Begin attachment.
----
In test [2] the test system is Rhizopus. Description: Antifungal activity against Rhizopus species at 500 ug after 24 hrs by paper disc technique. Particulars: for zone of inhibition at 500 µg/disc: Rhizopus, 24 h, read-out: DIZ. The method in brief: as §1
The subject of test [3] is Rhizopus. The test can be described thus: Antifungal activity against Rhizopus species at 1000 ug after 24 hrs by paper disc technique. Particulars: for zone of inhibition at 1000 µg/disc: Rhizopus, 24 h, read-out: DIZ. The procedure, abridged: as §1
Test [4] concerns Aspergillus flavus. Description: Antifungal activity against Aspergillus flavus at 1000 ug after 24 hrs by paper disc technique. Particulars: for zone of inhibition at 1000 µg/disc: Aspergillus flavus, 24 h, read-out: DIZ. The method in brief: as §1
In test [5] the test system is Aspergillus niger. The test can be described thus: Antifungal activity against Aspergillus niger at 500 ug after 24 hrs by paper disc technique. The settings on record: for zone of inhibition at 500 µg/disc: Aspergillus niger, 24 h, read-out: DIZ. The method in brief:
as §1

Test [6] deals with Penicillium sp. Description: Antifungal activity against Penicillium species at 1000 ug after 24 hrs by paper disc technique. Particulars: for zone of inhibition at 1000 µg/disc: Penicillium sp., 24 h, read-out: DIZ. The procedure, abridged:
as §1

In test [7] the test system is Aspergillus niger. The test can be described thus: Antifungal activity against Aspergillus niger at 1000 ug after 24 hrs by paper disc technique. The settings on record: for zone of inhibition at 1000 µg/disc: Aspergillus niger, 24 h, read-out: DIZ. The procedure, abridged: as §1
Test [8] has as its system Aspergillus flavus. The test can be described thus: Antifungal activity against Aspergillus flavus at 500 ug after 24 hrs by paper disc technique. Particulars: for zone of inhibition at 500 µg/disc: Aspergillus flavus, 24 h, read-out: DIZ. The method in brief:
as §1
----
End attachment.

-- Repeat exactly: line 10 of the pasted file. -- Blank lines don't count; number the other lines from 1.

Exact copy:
as §1